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History, Purposes and Membership – Dr. Victor A. McKusick, 1989, Genomics

The Human Genome Organisation (HUGO) was conceived in later April 1988, at the first meeting on genome mapping and sequencing at Cold Spring Harbor. For some time, as the genome initiatives got under way in individual nations, the need for an international coordinating scientific body has been under discussion.

At a rump session called to discuss the proposal at Cold Spring Harbor on April 30, 1988, Victor McKusick (Baltimore) was asked to serve as founding president. A Founding Council was assembled from among those at the Cold Spring Harbor meeting, supplemented by others, to a total of 42 scientists from 17 countries. In early September 1988, 31 of these scientists met in Montreux, Switzerland, at a hotel within sight of the historic Chateau de Chillion. The members of the Founding Council are indicated by an asterisk in the list of HUGO members at the end. The officers elected at Montreux were as follows: Victor A. McKusick, President; Walter Bodmer, Jean Dausset, and Kenichi Matsubara, Vice Presidents; John Tooze, Secretary; Walter Gilbert, Treasurer (resigned February 15, 1989); and Charles Cantor, Malcolm Ferguson-Smith, Leroy Hood, Lennart Philipson, and Frank Ruddle, Eletced Members to Executive Committee.

About HUGO

Truly International

HUGO was incorporated in Geneva, Switzerland. As stated in its Articles of Association, “membership of HUGO shall be open to all persons concerned with the human genome or other scientific subjects related to it”. It was decided in Montreux to follow an academy model, i.e. to have a limited and elected membership. In elections conducted by mail during the 5 months after Montreux, 178 additional members of HUGO were chosen, bringing the total to 220. The members were drawn from 23 countries; namely Australia, Austria, Belgium, Canada, Denmark, East Germany, Finland, France, Greece, Israel, Iceland, Italy, Japan, Norway, South Africa, Spain, Sweden, Switzerland, The Netherlands, UK, USA, USSR and West Germany.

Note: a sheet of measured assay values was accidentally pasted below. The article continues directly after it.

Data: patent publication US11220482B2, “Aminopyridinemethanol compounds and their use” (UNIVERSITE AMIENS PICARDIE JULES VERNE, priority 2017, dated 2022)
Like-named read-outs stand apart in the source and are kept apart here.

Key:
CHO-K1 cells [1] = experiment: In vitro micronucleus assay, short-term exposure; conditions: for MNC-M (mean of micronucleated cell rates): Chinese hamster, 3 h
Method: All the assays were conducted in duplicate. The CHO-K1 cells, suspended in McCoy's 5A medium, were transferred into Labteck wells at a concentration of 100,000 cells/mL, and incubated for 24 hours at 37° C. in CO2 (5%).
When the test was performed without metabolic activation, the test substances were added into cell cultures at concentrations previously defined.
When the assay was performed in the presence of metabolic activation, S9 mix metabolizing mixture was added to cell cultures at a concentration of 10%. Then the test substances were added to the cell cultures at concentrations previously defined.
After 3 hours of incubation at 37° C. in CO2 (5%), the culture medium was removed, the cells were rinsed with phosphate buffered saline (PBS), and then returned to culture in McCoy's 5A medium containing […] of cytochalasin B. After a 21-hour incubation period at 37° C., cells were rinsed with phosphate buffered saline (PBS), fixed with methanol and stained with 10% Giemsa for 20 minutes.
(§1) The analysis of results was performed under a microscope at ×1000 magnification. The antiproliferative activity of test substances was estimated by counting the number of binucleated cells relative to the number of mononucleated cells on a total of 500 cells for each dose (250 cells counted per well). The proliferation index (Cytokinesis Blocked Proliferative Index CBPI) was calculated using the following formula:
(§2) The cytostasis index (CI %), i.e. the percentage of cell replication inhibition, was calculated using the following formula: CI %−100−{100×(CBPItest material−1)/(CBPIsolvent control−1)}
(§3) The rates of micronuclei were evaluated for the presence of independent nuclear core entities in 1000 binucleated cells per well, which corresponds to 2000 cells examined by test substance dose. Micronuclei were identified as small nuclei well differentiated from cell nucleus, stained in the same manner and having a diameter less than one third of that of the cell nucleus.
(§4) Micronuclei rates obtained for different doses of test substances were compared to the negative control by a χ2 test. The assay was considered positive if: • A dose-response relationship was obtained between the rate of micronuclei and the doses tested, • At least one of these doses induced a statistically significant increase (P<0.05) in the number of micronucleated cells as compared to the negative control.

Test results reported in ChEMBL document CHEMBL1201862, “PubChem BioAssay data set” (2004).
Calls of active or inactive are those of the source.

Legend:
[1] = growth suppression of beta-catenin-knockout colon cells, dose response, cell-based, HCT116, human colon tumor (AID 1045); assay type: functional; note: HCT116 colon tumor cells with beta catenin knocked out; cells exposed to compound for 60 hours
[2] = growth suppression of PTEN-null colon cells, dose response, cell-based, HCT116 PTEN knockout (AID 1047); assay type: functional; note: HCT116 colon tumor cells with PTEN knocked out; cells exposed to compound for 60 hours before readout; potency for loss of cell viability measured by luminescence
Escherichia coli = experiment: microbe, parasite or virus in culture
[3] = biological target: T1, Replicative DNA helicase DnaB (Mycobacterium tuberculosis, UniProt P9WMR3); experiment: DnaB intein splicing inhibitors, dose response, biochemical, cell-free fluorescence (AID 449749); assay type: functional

In the words of Norton Zinder, a member of the Founding Council, HUGO is a “U.N. for the human genome”. Its purposes were as follows:

  • to assist with the coordination of research on the human genome and in particular to foster collaboration between scientists with a view to avoiding unnecessary competition or duplication of effort, and to coordinate this research with parallel studies in model organisms;
  • to coordinate and to facilitate the exchange data and biomaterials relevant to human genome research and through a training program, encourage the spreading of related technologies;
    to encourage public debate and provide information and advice on the scientific, ethical, social, legal, and commercial implications of human genome projects.

The coordinating functions of HUGO have three dimensions: international, interdisciplinary, and interspecies. The coordination among nations has its counterparts in the coordination desirable among scientists working on genetic mapping and those working on physical mapping and sequencing and among scientists working on the genomes of various model organisms. Thus far, standing committees on physical mapping, databases, and the mouse genome have been set up. By mutual agreement of the executive committees of HUGO and the Human Gene Mapping Workshops (HGMW) is to become a component of HUGO.